‘‘A pro­tec­tive fac­tor for lots of young peo­ple is sim­ply some­one in their life who be­lieves in them, and sees past their be­hav­iour and sup­ports them through their tough time/s,’’ Bry­die said.

‘‘Sup­port­ing a young per­son to iden­tify their own cop­ing strate­gies and re­flect­ing on how these strate­gies have worked in the past and now, can help a young per­son plan for their fu­ture.

‘‘It’s a re­ally cool, ther­a­peu­tic and re­lax­ing space to en­gage in drug ed­u­ca­tion, goal set­ting and in­di­vid­u­alised care plans, healthy eat­ing, sleep hy­giene, health and fit­ness and in­ten­sive sup­port with any psy­choso­cial is­sues.’’

She said the aim was for peo­ple to have ‘‘as much knowl­edge as pos­si­ble’’ so they can make in­formed choices in their lives.

‘‘We also want com­mu­ni­ties to know about drug use, so that we can break down the so­cial stigma and pro­vide sup­port for those peo­ple when they need it the most,’’ she said.

‘‘I say let’s talk to young peo­ple about drugs and al­co­hol. It’s best for young peo­ple to feel like they can ask ques­tions, and, most im­por­tantly, ask for help. An open di­a­logue about drugs is es­sen­tial.’’

She said it was vi­tal to help youth re­frame sub­stance use as a way to cope at a time of trauma and dis­tress, and in­stead en­cour­age them to de­velop new strate­gies like go­ing for a walk or call­ing a friend.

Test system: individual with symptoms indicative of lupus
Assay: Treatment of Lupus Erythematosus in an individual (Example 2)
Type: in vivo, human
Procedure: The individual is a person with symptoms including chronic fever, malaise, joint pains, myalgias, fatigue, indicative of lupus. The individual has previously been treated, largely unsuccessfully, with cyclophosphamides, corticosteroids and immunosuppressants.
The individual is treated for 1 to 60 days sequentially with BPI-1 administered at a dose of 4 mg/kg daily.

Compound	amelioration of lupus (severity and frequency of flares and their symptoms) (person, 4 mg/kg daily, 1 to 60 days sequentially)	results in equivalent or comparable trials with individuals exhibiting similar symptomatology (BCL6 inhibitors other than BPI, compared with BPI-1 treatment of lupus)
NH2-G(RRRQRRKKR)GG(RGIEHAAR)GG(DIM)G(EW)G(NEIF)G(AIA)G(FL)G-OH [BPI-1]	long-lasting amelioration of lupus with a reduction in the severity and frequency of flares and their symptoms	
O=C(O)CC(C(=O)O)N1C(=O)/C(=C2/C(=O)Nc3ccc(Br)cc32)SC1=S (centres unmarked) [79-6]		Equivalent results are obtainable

‘‘It’s im­por­tant to link young peo­ple with ap­pro­pri­ate pro­fes­sional sup­port. Whether it’s the lo­cal school coun­sel­lor, doc­tor or a drug and al­co­hol ser­vice in a town nearby,’’ she said.

‘‘Sup­port to the young per­son and to the fam­ily and friends is paramount.

Bry­die hopes shar­ing her story will help en­lighten the com­mu­nity. She said it’s im­por­tant to work to­gether, share in­for­ma­tion and of­fer sup­port.

‘‘Be­cause at the end of the day, these young peo­ple need not only the sup­port of an amaz­ing ser­vice such as YSAS, they need us, as mums, dads, sis­ters, aun­ties, friends, neigh­bours and coaches, to stand up and be there and hold hope and light for them so they see ahead and walk in the di­rec­tion they choose,’’ she said.

‘‘Young peo­ple are smart, strong and re­silient, and its heart break­ing to think young peo­ple feel like drugs and al­co­hol are the best or only way of man­ag­ing those over­whelm­ing emo­tions and feel­ings,’’ she said.

‘‘But what truly breaks my heart, it to think that they have to do it alone.’’

Newspapers in English

Newspapers from Australia

© PressReader. All rights reserved.